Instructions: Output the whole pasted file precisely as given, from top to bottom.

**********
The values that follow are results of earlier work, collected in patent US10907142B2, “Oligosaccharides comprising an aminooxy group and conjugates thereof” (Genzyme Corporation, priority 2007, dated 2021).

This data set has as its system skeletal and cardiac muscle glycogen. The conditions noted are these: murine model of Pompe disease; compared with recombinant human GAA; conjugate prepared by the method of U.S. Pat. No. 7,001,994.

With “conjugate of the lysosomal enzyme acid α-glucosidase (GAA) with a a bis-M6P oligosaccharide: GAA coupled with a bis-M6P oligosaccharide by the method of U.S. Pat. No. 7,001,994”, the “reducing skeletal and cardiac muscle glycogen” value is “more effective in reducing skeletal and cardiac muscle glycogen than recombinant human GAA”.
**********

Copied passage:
The values that follow are results of earlier work, collected in patent US10907142B2, “Oligosaccharides comprising an aminooxy group and conjugates thereof” (Genzyme Corporation, priority 2007, dated 2021).

This data set has as its system skeletal and cardiac muscle glycogen. The conditions noted are these: murine model of Pompe disease; compared with recombinant human GAA; conjugate prepared by the method of U.S. Pat. No. 7,001,994.

With “conjugate of the lysosomal enzyme acid α-glucosidase (GAA) with a a bis-M6P oligosaccharide: GAA coupled with a bis-M6P oligosaccharide by the method of U.S. Pat. No. 7,001,994”, the “reducing skeletal and cardiac muscle glycogen” value is “more effective in reducing skeletal and cardiac muscle glycogen than recombinant human GAA”.